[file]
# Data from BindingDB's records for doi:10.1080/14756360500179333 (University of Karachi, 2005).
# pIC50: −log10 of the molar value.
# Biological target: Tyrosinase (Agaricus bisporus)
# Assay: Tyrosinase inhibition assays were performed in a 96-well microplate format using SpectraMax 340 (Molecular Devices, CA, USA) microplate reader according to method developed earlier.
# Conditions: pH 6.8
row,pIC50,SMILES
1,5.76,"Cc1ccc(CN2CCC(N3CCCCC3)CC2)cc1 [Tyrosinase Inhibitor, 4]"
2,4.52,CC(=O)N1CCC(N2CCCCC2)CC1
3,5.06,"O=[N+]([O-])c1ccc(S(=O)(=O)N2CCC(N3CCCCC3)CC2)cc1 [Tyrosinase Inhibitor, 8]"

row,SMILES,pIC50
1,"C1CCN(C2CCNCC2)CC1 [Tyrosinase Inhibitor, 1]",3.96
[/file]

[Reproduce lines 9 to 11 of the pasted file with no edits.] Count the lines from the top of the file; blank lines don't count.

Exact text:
3,5.06,"O=[N+]([O-])c1ccc(S(=O)(=O)N2CCC(N3CCCCC3)CC2)cc1 [Tyrosinase Inhibitor, 8]"

row,SMILES,pIC50
1,"C1CCN(C2CCNCC2)CC1 [Tyrosinase Inhibitor, 1]",3.96